Power BI’s web portal gives you a shared online space where your stakeholders can analyse, plan actions and carry out on-going reviews of interventions, all in one place. You can comment on specific pages and tag colleagues to bring data points to their attention.

Alternatively, you can share a dashboard in a Microsoft Teams chat so that a group of staff who are working towards a specific school improvement goal could use live data to inform their efforts.


Make data informed decisions using Comments and Chat in Teams

4. Empower SLT to explore data themselves

Not everybody can work with a big table of unstructured data. But when you turn raw records into visuals, you might inadvertently present the problem in a biased way. For example, if your school has seen a spike in behaviour incidents, breaking the data down by either year group, subject or time of day might imply one of these factors is behind it.

Power BI’s “Decomposition Tree” is an elegant solution to this problem. This visual allows you to choose from a list of factors that might affect a measure (such as number of negative behaviour incidents). You can change the order and number of break-downs, either choosing a specific category or one that Power BI has calculated to have a large effect. If a line of investigation leads to a dead end, you can remove, rearrange and look at your data in a new way.

You can also cross-highlight; in the example below, where the user has chosen to break the data down by year, subject and Teacher, selecting “Mr M Parting” shows you that his incidents are resolved slightly faster than the overall average but that a far higher proportion of them are negative compared to the school as a whole (1:1 when the overall ratio is 1:4).


Empower leaders to explore the data themselves with the decomposition tree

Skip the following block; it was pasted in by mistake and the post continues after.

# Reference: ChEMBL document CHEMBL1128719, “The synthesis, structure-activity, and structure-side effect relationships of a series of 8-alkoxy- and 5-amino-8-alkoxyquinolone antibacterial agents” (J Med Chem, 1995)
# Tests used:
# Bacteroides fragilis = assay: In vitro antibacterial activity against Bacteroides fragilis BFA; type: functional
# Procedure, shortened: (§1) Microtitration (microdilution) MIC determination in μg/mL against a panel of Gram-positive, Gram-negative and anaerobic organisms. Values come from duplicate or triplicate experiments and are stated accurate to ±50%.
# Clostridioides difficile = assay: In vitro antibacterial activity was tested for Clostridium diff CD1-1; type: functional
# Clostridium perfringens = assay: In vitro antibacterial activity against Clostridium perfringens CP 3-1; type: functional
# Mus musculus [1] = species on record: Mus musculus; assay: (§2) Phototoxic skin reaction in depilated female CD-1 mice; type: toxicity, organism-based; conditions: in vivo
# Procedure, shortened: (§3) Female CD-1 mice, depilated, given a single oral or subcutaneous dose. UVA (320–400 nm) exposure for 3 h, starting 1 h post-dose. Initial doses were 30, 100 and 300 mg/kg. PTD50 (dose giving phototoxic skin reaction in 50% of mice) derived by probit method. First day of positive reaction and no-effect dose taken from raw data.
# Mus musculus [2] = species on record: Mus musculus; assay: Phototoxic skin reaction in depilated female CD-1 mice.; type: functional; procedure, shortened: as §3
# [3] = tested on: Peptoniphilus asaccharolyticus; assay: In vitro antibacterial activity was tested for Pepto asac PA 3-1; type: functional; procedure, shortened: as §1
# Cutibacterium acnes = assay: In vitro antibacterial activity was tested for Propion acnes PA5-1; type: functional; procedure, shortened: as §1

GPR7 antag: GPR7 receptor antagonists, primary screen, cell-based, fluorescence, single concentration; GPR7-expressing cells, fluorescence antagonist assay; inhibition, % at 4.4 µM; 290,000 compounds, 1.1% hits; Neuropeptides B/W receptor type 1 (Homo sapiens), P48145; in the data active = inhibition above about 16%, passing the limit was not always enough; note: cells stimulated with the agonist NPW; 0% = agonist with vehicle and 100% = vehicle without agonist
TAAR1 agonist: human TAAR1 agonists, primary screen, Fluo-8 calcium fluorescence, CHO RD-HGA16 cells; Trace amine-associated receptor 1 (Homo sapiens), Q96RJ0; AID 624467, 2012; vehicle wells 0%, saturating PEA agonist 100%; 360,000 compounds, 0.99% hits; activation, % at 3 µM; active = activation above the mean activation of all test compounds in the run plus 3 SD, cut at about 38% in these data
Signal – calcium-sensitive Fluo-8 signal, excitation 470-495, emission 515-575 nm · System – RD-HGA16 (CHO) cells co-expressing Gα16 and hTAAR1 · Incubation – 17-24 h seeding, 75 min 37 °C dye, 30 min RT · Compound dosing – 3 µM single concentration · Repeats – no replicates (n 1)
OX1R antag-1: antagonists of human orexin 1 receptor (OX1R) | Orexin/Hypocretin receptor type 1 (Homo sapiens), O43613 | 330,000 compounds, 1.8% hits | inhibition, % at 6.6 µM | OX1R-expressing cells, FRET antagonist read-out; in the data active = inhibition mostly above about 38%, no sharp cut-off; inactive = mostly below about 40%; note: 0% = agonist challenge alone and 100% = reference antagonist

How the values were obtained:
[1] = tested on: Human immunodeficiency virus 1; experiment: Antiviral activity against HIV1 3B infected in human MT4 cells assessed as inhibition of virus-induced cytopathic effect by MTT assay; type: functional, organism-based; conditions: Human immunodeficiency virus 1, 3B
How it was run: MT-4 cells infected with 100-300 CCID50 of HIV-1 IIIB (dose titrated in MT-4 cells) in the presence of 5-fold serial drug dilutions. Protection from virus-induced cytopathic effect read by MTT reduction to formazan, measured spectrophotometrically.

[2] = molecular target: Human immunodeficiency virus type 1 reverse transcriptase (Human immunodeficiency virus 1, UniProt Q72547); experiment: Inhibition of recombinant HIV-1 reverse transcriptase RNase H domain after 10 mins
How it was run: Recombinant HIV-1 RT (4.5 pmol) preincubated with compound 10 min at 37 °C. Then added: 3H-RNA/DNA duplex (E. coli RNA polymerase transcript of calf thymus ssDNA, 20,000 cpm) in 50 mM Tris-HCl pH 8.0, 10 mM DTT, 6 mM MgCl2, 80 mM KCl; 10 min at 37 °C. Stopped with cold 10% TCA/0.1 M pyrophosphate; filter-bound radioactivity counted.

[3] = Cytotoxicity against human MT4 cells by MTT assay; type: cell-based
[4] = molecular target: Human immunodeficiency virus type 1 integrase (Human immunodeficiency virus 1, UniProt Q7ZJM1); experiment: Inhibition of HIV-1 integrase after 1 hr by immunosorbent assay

5. See your data in new ways

The flexibility of Power BI allows you to explore data from your MIS in different contexts. For example, using the map visual, you can plot your students by their home postcode to see if their location correlates with attendance or punctuality issues. You could also create a heat map showing days of the week and AM/PM sessions to see if particular times in the week see higher or lower attendance.

This is another way you can tailor your data analysis to your top priorities, which is more important than ever during Covid-19. With so much disruption to accountability measures because of missed exams, being able to bring in other data sources into your analysis allows you to stay flexible and self-sufficient when it comes to monitoring your school’s performance. 


Analyse student locations and journeys with the map visual

Getting started with Microsoft Power BI

The most important thing to remember about Power BI is that it’s a tool not a solution. While licences are cheap at around £20 per year, the platform isn’t pre-programmed to cater to all of your data needs, you need to create your own data model and dashboards. This requires a considerable investment of time, both to learn the program and create the content. 

The good news is there’s a friendly and growing community of school-based BI developers on Twitter, free tutorials on YouTube and a dedicated blog, Power BI for Schools.

Seamless connection between Arbor and Power BI

Arbor gives you sophisticated out-of-the-box dashboards and easy custom reports at school and MAT level, designed to give staff at all levels a shared view of progress.

Arbor has also created a Power BI Connector and five report templates helping you to visualise Arbor data any way you want to.

To find out more, join me for a Power BI masterclass webinar during ArborFest – Arbor’s virtual conference exploring innovative ways of working 18-19th March.

Power BI Masterclass, 18th March, 2pm
Book your free spot